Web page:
4.75 In three of the four case study areas, the administration of UPW placements had been centralised following the introduction of CPOs. This generally meant that all those with an UPWOA Requirement reported to the same location for induction, often enabling them to start their placement on the first day (or within 24 hours) too. This was widely viewed as an improvement on previous ways of working:

"Under the old system they struggled to meet the Key Performance Indicators in terms of getting people interviewed and started on placement within seven days, no matter how they tried it"
(Interview 2, UPW staff)

4.76 Alongside the centralisation of unpaid work in at least two of the case study areas, a single manager or team leader had been appointed with an overview of unpaid work as a whole. It was felt in some cases that this had led to a clearer focus on unpaid work and to a range of service improvements, including speedier access to placements.

4.77 While the fourth case study area was looking into centralisation of its UPW team, at the time of fieldwork unpaid work inductions were still taking place in a separate location, thus extending the time taken to actually start the order.

4.78 The location of UPW offices in relation to the court is also important. Having unpaid work within walking distance of the court was perceived to increase the likelihood of offenders going there after being sentenced at court.

"It is very useful having a social work office based [close to] the court whereas other councils don't have that luxury."
(Interview 2, UPW staff)

4.79 In order to facilitate speedy commencement, most areas had also moved towards provision of initial placements that (almost) anyone could undertake, such as litter-picking.

Speed of completion

4.80 A significant difference between a CPO with an UPWOA Requirement and the old CSO (Community Service Orders) is the amount of time offenders are given to complete their hours. With a CSO, the average timescale was 12 months, regardless of the number of hours involved, while offenders serving CPOs now have three months to complete a Level 1 order (20-100 hours) and six months to complete a Level 2 order (101-300 hours), unless the court determines otherwise. There were mixed views about the feasibility of completing UPW hours within the new timescales.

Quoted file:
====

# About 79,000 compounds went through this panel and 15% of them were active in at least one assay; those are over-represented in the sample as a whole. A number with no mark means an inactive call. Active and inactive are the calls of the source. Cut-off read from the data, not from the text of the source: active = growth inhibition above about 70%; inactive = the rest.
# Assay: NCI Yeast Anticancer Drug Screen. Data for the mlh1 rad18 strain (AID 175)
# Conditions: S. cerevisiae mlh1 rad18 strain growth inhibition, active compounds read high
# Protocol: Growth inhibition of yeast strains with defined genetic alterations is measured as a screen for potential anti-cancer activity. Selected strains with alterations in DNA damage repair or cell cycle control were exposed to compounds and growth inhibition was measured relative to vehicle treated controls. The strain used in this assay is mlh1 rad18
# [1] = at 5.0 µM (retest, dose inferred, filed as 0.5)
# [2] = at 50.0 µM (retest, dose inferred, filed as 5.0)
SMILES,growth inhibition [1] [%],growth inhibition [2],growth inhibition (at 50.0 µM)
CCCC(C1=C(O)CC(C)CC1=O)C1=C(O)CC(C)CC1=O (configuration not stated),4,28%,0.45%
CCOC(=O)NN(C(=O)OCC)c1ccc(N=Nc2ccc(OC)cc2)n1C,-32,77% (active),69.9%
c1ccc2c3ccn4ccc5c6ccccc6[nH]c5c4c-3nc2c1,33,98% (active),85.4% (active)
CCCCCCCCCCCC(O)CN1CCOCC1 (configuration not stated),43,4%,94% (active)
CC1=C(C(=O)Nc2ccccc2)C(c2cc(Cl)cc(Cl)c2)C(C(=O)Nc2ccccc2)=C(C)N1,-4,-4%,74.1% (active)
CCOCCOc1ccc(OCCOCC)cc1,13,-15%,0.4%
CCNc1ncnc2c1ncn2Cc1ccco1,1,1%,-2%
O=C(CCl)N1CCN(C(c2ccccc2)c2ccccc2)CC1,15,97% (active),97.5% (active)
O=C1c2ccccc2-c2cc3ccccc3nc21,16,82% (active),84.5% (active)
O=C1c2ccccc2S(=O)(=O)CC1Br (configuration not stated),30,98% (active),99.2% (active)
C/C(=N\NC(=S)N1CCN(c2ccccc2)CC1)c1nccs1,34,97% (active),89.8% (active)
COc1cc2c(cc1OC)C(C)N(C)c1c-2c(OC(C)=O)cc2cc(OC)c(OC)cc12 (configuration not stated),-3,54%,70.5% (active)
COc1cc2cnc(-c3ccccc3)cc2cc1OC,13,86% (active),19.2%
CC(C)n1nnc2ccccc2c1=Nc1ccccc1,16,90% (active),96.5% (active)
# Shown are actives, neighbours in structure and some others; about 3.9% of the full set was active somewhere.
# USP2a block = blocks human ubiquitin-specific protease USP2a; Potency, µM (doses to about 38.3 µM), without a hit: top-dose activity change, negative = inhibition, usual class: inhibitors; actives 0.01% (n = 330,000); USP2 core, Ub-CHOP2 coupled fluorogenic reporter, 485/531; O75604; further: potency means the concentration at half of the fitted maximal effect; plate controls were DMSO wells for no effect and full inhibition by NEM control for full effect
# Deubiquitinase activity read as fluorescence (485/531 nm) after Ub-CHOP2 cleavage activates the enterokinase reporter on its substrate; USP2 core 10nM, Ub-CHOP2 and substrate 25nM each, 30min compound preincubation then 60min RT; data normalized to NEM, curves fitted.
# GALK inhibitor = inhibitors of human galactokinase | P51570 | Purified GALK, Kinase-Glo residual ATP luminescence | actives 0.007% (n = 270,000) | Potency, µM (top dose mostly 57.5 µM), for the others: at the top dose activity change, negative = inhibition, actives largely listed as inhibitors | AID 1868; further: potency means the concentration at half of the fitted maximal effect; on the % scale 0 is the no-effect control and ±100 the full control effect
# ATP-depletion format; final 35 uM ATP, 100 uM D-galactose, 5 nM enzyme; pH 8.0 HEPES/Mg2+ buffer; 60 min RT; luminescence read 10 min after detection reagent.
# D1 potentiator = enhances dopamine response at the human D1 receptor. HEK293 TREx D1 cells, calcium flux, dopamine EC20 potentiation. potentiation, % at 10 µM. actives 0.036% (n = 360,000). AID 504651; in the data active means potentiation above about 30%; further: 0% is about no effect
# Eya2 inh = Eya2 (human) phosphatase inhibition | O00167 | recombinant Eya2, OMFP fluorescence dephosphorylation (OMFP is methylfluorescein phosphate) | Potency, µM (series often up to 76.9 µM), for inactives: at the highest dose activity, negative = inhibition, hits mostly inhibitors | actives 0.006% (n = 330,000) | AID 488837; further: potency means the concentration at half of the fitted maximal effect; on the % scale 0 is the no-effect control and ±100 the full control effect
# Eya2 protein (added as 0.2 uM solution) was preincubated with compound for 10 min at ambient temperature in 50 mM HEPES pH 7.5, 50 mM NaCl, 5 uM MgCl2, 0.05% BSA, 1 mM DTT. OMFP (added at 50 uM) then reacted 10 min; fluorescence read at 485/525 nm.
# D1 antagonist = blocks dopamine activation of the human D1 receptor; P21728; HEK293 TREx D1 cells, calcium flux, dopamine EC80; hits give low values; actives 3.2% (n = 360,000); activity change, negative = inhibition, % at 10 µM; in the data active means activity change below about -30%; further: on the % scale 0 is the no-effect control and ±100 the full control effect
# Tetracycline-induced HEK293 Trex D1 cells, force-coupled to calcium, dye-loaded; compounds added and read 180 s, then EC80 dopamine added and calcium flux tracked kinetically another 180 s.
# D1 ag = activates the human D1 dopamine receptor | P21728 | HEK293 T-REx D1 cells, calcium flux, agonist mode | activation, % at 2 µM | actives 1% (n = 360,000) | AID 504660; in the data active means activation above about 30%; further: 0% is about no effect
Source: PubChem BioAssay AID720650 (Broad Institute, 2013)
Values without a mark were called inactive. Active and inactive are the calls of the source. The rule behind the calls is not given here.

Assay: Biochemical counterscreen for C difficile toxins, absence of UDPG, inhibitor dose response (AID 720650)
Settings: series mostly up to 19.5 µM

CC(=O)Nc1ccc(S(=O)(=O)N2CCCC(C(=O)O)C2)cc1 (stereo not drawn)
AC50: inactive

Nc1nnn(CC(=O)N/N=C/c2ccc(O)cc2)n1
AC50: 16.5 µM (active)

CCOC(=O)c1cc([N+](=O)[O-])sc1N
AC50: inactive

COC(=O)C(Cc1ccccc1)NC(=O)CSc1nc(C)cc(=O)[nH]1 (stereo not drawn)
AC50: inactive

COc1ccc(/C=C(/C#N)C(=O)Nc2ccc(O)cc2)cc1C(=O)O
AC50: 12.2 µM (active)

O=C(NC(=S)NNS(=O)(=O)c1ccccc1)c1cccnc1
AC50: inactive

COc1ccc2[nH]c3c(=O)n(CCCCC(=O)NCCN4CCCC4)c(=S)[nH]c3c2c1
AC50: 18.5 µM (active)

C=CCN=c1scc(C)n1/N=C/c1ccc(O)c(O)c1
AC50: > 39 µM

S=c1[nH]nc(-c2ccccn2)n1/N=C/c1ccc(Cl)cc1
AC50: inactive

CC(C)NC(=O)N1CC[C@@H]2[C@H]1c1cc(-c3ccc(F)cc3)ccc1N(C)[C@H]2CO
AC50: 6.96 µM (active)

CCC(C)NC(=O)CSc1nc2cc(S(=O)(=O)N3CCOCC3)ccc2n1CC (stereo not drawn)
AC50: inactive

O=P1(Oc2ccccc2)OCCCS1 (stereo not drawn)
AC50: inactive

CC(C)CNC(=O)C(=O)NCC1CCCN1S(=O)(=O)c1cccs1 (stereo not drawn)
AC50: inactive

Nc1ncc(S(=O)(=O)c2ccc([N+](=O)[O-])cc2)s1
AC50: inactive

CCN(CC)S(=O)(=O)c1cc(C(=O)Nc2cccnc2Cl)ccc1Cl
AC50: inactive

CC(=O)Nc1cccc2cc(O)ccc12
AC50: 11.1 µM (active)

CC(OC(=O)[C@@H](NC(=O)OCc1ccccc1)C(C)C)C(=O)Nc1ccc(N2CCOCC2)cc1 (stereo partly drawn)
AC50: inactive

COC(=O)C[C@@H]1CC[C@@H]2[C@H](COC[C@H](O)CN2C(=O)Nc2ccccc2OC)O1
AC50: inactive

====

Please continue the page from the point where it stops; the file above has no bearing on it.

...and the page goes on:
4.81 Most CJSW and UPW staff were initially unhappy with the shorter timescales, and particularly those for Level 1 orders because of the potential difficulty of managing someone through 100 hours in three months. This was viewed as challenging both in relation to offenders who are unemployed and may lack the structure and personal discipline to attend frequent appointments, and those in work and so have limited availability each week. It was also felt that the margins for error were slight, and that a single missed appointment could sometimes leave offenders struggling to complete on time.

"If someone gets 100 hours [UPWOA], and the Sheriff only gives them three months [to complete these hours], if [the offender is] off once, that's it, you know? […] we're continually over the time, because somebody's ill or something..."
(Interview 77, CJSW)

"A three month order rather than 12 months. […] if it's 100 hours, that can be quite a task for them…particularly if they're on unpaid work and if they're in full-time work…and they're only available a limited amount of time each week."
(Interview 24, UPW staff)

4.82 Since then, views seem to have diverged. While some CJSW and UPW staff still believe the timescale to be too short, others feel that it can work and see some of the benefits of this in terms of maintaining the link between the conviction and the punishment and in providing staff with a greater focus on ensuring that hours are completed.